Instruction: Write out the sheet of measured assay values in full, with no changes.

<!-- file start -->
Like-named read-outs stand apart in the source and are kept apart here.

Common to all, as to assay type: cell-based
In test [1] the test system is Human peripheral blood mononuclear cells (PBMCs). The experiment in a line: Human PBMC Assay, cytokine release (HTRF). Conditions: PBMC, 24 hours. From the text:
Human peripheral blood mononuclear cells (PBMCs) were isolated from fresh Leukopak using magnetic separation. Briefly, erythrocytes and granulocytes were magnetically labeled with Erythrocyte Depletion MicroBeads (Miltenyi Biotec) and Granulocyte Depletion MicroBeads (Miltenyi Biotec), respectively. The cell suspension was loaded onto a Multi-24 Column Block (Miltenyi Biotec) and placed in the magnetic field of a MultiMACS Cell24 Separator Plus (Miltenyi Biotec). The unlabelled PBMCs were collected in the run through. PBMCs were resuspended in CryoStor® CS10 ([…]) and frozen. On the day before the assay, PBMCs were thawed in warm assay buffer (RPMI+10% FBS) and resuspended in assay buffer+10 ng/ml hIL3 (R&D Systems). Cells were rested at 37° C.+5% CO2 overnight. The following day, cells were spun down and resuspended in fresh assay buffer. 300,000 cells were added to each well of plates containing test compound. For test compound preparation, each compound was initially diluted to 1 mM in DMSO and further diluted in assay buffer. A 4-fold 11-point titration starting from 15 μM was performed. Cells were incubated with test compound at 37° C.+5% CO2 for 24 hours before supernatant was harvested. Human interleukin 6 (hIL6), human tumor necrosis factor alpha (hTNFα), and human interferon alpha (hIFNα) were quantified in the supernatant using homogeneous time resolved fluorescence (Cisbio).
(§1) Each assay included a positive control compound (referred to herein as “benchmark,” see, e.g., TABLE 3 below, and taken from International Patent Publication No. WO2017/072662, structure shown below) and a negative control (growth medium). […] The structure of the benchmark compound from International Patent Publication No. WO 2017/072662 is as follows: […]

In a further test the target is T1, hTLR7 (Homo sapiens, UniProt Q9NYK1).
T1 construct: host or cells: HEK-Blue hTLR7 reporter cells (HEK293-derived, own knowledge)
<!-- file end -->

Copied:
Like-named read-outs stand apart in the source and are kept apart here.

Common to all, as to assay type: cell-based
In test [1] the test system is Human peripheral blood mononuclear cells (PBMCs). The experiment in a line: Human PBMC Assay, cytokine release (HTRF). Conditions: PBMC, 24 hours. From the text:
Human peripheral blood mononuclear cells (PBMCs) were isolated from fresh Leukopak using magnetic separation. Briefly, erythrocytes and granulocytes were magnetically labeled with Erythrocyte Depletion MicroBeads (Miltenyi Biotec) and Granulocyte Depletion MicroBeads (Miltenyi Biotec), respectively. The cell suspension was loaded onto a Multi-24 Column Block (Miltenyi Biotec) and placed in the magnetic field of a MultiMACS Cell24 Separator Plus (Miltenyi Biotec). The unlabelled PBMCs were collected in the run through. PBMCs were resuspended in CryoStor® CS10 ([…]) and frozen. On the day before the assay, PBMCs were thawed in warm assay buffer (RPMI+10% FBS) and resuspended in assay buffer+10 ng/ml hIL3 (R&D Systems). Cells were rested at 37° C.+5% CO2 overnight. The following day, cells were spun down and resuspended in fresh assay buffer. 300,000 cells were added to each well of plates containing test compound. For test compound preparation, each compound was initially diluted to 1 mM in DMSO and further diluted in assay buffer. A 4-fold 11-point titration starting from 15 μM was performed. Cells were incubated with test compound at 37° C.+5% CO2 for 24 hours before supernatant was harvested. Human interleukin 6 (hIL6), human tumor necrosis factor alpha (hTNFα), and human interferon alpha (hIFNα) were quantified in the supernatant using homogeneous time resolved fluorescence (Cisbio).
(§1) Each assay included a positive control compound (referred to herein as “benchmark,” see, e.g., TABLE 3 below, and taken from International Patent Publication No. WO2017/072662, structure shown below) and a negative control (growth medium). […] The structure of the benchmark compound from International Patent Publication No. WO 2017/072662 is as follows: […]

In a further test the target is T1, hTLR7 (Homo sapiens, UniProt Q9NYK1).
T1 construct: host or cells: HEK-Blue hTLR7 reporter cells (HEK293-derived, own knowledge)